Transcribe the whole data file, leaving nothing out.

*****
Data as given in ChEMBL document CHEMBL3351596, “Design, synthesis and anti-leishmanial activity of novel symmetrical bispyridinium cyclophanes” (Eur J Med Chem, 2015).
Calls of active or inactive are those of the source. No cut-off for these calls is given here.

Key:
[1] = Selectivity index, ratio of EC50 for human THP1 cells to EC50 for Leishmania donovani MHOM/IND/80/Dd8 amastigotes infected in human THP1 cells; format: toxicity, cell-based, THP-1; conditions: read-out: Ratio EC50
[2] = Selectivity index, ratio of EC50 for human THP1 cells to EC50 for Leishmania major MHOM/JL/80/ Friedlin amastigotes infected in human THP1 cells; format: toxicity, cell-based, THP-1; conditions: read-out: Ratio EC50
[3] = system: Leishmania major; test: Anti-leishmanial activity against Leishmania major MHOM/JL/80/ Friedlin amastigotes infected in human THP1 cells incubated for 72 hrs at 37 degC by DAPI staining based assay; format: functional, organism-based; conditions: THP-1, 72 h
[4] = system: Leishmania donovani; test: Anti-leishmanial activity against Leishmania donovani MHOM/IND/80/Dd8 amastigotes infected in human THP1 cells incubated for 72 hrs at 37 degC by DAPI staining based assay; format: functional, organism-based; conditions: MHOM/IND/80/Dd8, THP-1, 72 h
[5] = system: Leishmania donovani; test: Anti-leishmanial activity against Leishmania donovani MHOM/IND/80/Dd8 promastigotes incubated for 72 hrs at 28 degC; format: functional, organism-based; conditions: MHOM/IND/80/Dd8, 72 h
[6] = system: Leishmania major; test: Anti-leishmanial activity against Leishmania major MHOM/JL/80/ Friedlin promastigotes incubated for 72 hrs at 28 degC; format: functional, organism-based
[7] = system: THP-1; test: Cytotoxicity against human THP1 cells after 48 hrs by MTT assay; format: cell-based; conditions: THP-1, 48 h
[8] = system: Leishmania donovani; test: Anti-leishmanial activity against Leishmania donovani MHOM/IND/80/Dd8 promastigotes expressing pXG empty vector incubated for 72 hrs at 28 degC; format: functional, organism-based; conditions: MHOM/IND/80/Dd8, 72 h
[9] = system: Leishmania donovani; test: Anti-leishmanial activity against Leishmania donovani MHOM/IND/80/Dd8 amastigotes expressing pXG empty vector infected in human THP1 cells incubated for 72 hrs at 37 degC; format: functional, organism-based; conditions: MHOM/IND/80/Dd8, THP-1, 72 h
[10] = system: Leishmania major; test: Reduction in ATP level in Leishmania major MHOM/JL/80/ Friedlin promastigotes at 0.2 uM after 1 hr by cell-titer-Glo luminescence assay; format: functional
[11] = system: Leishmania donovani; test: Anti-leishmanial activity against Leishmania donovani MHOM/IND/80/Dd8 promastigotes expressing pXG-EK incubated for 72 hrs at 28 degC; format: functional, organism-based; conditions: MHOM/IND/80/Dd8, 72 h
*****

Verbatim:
Data as given in ChEMBL document CHEMBL3351596, “Design, synthesis and anti-leishmanial activity of novel symmetrical bispyridinium cyclophanes” (Eur J Med Chem, 2015).
Calls of active or inactive are those of the source. No cut-off for these calls is given here.

Key:
[1] = Selectivity index, ratio of EC50 for human THP1 cells to EC50 for Leishmania donovani MHOM/IND/80/Dd8 amastigotes infected in human THP1 cells; format: toxicity, cell-based, THP-1; conditions: read-out: Ratio EC50
[2] = Selectivity index, ratio of EC50 for human THP1 cells to EC50 for Leishmania major MHOM/JL/80/ Friedlin amastigotes infected in human THP1 cells; format: toxicity, cell-based, THP-1; conditions: read-out: Ratio EC50
[3] = system: Leishmania major; test: Anti-leishmanial activity against Leishmania major MHOM/JL/80/ Friedlin amastigotes infected in human THP1 cells incubated for 72 hrs at 37 degC by DAPI staining based assay; format: functional, organism-based; conditions: THP-1, 72 h
[4] = system: Leishmania donovani; test: Anti-leishmanial activity against Leishmania donovani MHOM/IND/80/Dd8 amastigotes infected in human THP1 cells incubated for 72 hrs at 37 degC by DAPI staining based assay; format: functional, organism-based; conditions: MHOM/IND/80/Dd8, THP-1, 72 h
[5] = system: Leishmania donovani; test: Anti-leishmanial activity against Leishmania donovani MHOM/IND/80/Dd8 promastigotes incubated for 72 hrs at 28 degC; format: functional, organism-based; conditions: MHOM/IND/80/Dd8, 72 h
[6] = system: Leishmania major; test: Anti-leishmanial activity against Leishmania major MHOM/JL/80/ Friedlin promastigotes incubated for 72 hrs at 28 degC; format: functional, organism-based
[7] = system: THP-1; test: Cytotoxicity against human THP1 cells after 48 hrs by MTT assay; format: cell-based; conditions: THP-1, 48 h
[8] = system: Leishmania donovani; test: Anti-leishmanial activity against Leishmania donovani MHOM/IND/80/Dd8 promastigotes expressing pXG empty vector incubated for 72 hrs at 28 degC; format: functional, organism-based; conditions: MHOM/IND/80/Dd8, 72 h
[9] = system: Leishmania donovani; test: Anti-leishmanial activity against Leishmania donovani MHOM/IND/80/Dd8 amastigotes expressing pXG empty vector infected in human THP1 cells incubated for 72 hrs at 37 degC; format: functional, organism-based; conditions: MHOM/IND/80/Dd8, THP-1, 72 h
[10] = system: Leishmania major; test: Reduction in ATP level in Leishmania major MHOM/JL/80/ Friedlin promastigotes at 0.2 uM after 1 hr by cell-titer-Glo luminescence assay; format: functional
[11] = system: Leishmania donovani; test: Anti-leishmanial activity against Leishmania donovani MHOM/IND/80/Dd8 promastigotes expressing pXG-EK incubated for 72 hrs at 28 degC; format: functional, organism-based; conditions: MHOM/IND/80/Dd8, 72 h